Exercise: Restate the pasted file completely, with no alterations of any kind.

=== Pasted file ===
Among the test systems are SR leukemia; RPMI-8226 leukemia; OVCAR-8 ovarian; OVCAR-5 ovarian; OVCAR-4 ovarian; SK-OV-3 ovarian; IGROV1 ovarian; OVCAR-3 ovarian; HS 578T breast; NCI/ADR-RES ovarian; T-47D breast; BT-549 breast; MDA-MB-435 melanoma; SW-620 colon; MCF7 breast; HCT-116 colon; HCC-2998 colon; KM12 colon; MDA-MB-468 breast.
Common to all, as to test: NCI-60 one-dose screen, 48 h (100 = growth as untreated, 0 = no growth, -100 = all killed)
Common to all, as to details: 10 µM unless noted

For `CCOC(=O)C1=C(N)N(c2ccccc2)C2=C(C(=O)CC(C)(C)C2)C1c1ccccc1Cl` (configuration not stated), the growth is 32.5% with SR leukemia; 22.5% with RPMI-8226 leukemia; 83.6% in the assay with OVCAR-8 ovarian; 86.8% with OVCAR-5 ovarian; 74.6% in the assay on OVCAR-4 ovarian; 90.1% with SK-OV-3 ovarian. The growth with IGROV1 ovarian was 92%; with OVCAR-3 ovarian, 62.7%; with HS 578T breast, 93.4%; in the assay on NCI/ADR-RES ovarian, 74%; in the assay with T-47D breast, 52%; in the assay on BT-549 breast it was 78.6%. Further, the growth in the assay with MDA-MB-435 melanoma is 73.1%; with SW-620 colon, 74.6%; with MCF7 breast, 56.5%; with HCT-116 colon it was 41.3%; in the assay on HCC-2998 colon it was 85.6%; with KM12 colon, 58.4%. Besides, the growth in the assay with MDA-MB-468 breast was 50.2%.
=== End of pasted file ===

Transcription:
Among the test systems are SR leukemia; RPMI-8226 leukemia; OVCAR-8 ovarian; OVCAR-5 ovarian; OVCAR-4 ovarian; SK-OV-3 ovarian; IGROV1 ovarian; OVCAR-3 ovarian; HS 578T breast; NCI/ADR-RES ovarian; T-47D breast; BT-549 breast; MDA-MB-435 melanoma; SW-620 colon; MCF7 breast; HCT-116 colon; HCC-2998 colon; KM12 colon; MDA-MB-468 breast.
Common to all, as to test: NCI-60 one-dose screen, 48 h (100 = growth as untreated, 0 = no growth, -100 = all killed)
Common to all, as to details: 10 µM unless noted

For `CCOC(=O)C1=C(N)N(c2ccccc2)C2=C(C(=O)CC(C)(C)C2)C1c1ccccc1Cl` (configuration not stated), the growth is 32.5% with SR leukemia; 22.5% with RPMI-8226 leukemia; 83.6% in the assay with OVCAR-8 ovarian; 86.8% with OVCAR-5 ovarian; 74.6% in the assay on OVCAR-4 ovarian; 90.1% with SK-OV-3 ovarian. The growth with IGROV1 ovarian was 92%; with OVCAR-3 ovarian, 62.7%; with HS 578T breast, 93.4%; in the assay on NCI/ADR-RES ovarian, 74%; in the assay with T-47D breast, 52%; in the assay on BT-549 breast it was 78.6%. Further, the growth in the assay with MDA-MB-435 melanoma is 73.1%; with SW-620 colon, 74.6%; with MCF7 breast, 56.5%; with HCT-116 colon it was 41.3%; in the assay on HCC-2998 colon it was 85.6%; with KM12 colon, 58.4%. Besides, the growth in the assay with MDA-MB-468 breast was 50.2%.